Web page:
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Make designers fall in love with your design system

You know the feeling when somebody restricts you from something and suddenly it’s the only thing you want to do? The same thing happens to designers when they encounter a promissing component in most design systems as Nathan Curtis claimed in his talk “How to make and share more flexible UI components” at last WebExpo. Nathan is a Co-founder and Design Systems Consultant at EightShapes, a worldwide conference speaker, and a passionate Figma component builder. Let’s take a look at how to make design systems more flexible and customisable.

Stop limiting designers’ creativity

Design system users often feel restricted and unable to innovate or explore different variations of components, which can lead to frustration and feeling constrained. Nathan shows it in the example of his personal favourite – the card component. The design systems usually offer a wide range of many different card components with some possible adjustments but what if the designer wants to change more than the property panel offers? This is when the frustration comes in because they want to explore, innovate, and solve their problems but you don’t allow them to.

So what options do designers have in such case? 

  1. Detach and customise the component – This option might offer them desired freedom, yet is very inefficient, inconsistent and they risk drifting away from the design system standards and potential quality.
  2. Request enhancements from the team – Asking the design system team to add more properties might be a more consistent and precise solution, yet designers’ freedom is limited by design system team’s availability and it’s more of a maintenance burden for the design system.

Composing within a component – the game-changer

Whaaaat that’s possible? Yes, and empowering the designers to compose within the components is actually a win-win solution according to Nathan, because it allows them to be creative, and yet stay within the structure. Here are some of the invaluable advantages:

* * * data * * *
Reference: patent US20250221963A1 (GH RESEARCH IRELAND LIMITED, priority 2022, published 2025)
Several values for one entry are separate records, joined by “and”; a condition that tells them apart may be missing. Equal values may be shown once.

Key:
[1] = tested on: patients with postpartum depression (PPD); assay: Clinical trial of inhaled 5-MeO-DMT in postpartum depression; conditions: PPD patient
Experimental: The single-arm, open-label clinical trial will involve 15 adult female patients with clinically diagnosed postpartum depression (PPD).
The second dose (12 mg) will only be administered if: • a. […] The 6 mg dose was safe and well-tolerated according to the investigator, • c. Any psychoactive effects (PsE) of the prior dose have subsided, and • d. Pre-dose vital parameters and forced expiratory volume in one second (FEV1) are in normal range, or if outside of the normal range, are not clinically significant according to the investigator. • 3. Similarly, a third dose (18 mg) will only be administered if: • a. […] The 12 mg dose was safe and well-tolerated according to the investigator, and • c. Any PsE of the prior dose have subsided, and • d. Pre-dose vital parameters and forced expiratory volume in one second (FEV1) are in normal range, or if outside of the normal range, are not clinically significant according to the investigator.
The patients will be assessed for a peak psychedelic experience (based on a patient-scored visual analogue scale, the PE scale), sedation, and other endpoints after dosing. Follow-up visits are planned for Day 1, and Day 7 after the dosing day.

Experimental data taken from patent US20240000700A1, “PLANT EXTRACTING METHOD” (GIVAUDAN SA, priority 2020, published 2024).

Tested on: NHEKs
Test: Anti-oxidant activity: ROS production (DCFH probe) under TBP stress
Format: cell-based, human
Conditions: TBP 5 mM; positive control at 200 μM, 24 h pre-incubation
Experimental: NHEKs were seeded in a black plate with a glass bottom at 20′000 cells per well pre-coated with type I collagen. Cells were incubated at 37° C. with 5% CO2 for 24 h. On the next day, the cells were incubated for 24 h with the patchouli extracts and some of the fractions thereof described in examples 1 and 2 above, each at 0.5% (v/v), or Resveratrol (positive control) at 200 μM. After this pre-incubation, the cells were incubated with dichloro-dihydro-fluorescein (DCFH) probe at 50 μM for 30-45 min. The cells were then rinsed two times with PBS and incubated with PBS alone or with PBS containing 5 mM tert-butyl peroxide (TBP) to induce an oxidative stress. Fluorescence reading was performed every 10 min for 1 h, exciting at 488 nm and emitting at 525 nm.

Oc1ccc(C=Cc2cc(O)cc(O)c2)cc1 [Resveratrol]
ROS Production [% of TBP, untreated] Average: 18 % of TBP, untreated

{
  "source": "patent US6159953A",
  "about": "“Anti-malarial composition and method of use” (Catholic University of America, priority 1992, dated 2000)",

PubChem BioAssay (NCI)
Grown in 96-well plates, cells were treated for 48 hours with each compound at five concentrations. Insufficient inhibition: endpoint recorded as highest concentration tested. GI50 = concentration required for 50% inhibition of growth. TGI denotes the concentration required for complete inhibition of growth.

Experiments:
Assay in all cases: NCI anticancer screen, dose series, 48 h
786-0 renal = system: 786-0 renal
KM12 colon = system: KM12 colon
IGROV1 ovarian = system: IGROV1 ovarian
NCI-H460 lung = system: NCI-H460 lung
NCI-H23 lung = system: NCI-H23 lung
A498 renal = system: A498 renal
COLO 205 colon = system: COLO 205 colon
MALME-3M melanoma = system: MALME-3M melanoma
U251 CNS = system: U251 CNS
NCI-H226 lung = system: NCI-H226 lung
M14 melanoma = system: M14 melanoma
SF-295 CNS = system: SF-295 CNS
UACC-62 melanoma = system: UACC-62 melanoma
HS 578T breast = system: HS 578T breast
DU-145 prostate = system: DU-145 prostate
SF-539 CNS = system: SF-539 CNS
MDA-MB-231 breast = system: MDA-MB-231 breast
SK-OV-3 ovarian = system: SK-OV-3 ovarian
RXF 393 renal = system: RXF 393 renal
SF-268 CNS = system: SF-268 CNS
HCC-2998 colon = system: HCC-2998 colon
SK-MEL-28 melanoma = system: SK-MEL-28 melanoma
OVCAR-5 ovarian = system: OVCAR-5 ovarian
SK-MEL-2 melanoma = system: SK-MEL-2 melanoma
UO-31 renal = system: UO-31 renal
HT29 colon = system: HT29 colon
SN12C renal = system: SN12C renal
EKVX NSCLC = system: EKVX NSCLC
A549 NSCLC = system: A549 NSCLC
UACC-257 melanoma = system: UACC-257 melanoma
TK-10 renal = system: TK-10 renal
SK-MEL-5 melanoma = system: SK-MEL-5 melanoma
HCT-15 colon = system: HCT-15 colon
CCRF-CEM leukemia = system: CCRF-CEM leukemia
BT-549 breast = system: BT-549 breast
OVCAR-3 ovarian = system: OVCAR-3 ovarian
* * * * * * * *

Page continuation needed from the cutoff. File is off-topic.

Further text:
👌 efficient for the designer

👌 very consistent

👌 no delay

👌 self-service and self-sufficiency for the users

👌 no maintenance cost

Crafting designer’s wonderland

Break the component down into subcomponents (parts of the component like image, text, and actions) and containers (where and how to compose within the component) and encourage them to play around with them. Freedom enables designers to create with minimal constraints, provides a consistent experience when working with smaller system parts, and the power to craft precisely what they envision. But at the same time, freedom needs guidance because you don’t want them to completely drift away from the essence of the original design. So your task as a design system creator is to find the balance between enablement and governance.

Some of the questions to consider before opening the door of creativity to your design system users are:

❔ How are designers supposed to compose within the components?

❔ How can we best expose composable features?

❔ Can designers swap components effectively?

❔ Do designers have needed layout skills?

❔ Are designers excited and confident?

Future is bright with a chance of challenges

As the experiment made by Nathan showed, the initial enthusiasm for freedom in design sometimes gave way to uncertainty. Even seemingly confident designer got some drops of sweat on their forehead when faced with extensive customisation options. For the complete insights of the experiment go and watch the full talk, but here are some challenges your users (and you) might face when giving them more freedom within your design system:

  • Mindset shift
  • Clicking through 
  • Prop blindness
  • Prop smell
  • Code skepticism 
  • Design ≠ code
  • Layout is hard
  • Atomic text and layout

When creating design systems it’s not a question of whether to configure the properties or compose the parts, it’s both – configuring common things and composing uncommon things. Remember that the key principles of design systems are efficiency, consistency, satisfaction and quality, and opening up to customisation of individual parts has impact on each one of them. 

So if we convinced you to start looking at design systems differently, and dive deeper into the topic press the play button and explore more concrete tips and examples together with Nathan.

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